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Q4, 2023: Latest ONS figures suggest UK productivity remains in the doldrums

Productivity Measurement Analysis series – UK, Q4 2023 by Reitze Gouma with comments by Bart van Ark, Managing Director of The Productivity Institute

General Summary and Main Figures

On February 15, 2024, the Office for National Statistics (ONS) merged their Productivity overview, UK and UK productivity flash estimate releases, owing to the reintroduction of a Labour Force Survey (LFS) based dataset in the February 2024 UK labour market. In their latest release, ONS provides flash estimates of labour productivity for Quarter 4 of 2023 (October-December). These estimates offer preliminary insights into the current state of productivity in the UK economy.

Preliminary estimates suggest that annual productivity growth remained flat, with 0.0% growth in terms of output per hour, while it decreased by 0.6% in terms of output per worker in 2023, compared to the previous year. Furthermore, output per hour worked decreased by 0.3% in Quarter 4 of 2023 compared with the same quarter a year ago, although it remained 2.0% above its pre-coronavirus (COVID-19) pandemic levels (2019 average level). Similarly, output per worker decreased by 0.6% in Quarter 4 of 2023 compared with the same quarter a year ago, but it was still 0.3% above its pre-COVID-19 pandemic levels.

Flash Estimates of Labour Productivity for Quarter 4, 2023

Comparison Quarter-on-year ago (Q4 2022) Quarter-on-quarter (Q3 2023) Pre-COVID-19 comparison (2019 average)
Output per hour worked (%) -0.3% -1.0% 2.0%
Output per worker (%) -0.6% -0.6% 0.3%

Source: ONS data, based on the 15 February 2024 release.

UK productivity remains in the doldrums

Bart van Ark, Managing Director of The Productivity Institute, said:

“The decline in output per hour worked in the last quarter of 2023 (-0.3%) suggests that UK productivity remains in the doldrums. The even larger decline in output per worker (-0.6%) implies that while employment has increased, hours per worker have declined.

It’s worth noting that the latest GDP forecasts for coming quarters are somewhat improving, while employment growth is expected to slow or even decline. That should feed into an improved productivity reading in the coming months. But it is still unlikely to move the dial on what has already become a decades-long challenge if policymakers continue to drag their heels on tackling productivity stagnation.

With both parties outlining their plans for the economy ahead of this year’s General Election, it’s crucial they put forward ideas to raise productivity and recognise its importance for future prosperity. A national agenda to double annual productivity growth from 0.5 to 1 percent per year over the next 10 years would be a good start. If we don’t realise that improvement, GDP growth in the next 10 years is likely to fall well below what was achieved in the decade pre-pandemic.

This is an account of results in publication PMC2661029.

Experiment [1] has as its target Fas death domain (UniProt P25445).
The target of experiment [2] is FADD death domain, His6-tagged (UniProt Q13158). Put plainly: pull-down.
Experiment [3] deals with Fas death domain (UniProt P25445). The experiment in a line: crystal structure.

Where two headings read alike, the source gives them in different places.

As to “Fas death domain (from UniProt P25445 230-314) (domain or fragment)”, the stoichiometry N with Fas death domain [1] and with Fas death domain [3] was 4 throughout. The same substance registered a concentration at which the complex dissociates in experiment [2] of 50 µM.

The UK is increasingly relying on a few frontier firms to prop up its productivity reading. Except for those top performers, business investment and spending on training, skills and tech has been too low for years.”

Insights into the Q4 2023 Productivity Release

The Office for National Statistics (ONS) reinstated the Labour Force Survey (LFS) following its suspension in October 2023 due to declining response rates. This reintroduction was supported by planned improvements and a reweighting exercise aimed at enhancing the representativeness of LFS estimates from July to September 2022 onwards. A key article on the impact of reweighting on LFS indicators was published on 5 February 2024.

Subsequently, on 13 February 2024, the labour market publication resumed using reweighted LFS data. While challenges persist with response rates and sampling variability, LFS-based labour market statistics are designated as official statistics in development. However, GDP-related bulletins remain accredited official statistics. The productivity data released align with reweighted LFS data and are consistent with the Labour market overview, UK: February 2024 bulletin. Adjustments were made to total hours worked to ensure continuity in productivity statistics, diverging slightly from estimates in previous datasets.


The persistently poor productivity performance in the UK has been a topic of concern. The Financial Times reports that productivity has remained almost unchanged since the financial crisis. While other countries also experience stagnation in productivity figures, the situation in the UK is particularly problematic. Various theories suggest unlocking investment, improving labour market supply, and public sector reform to potentially invigorate the country’s performance.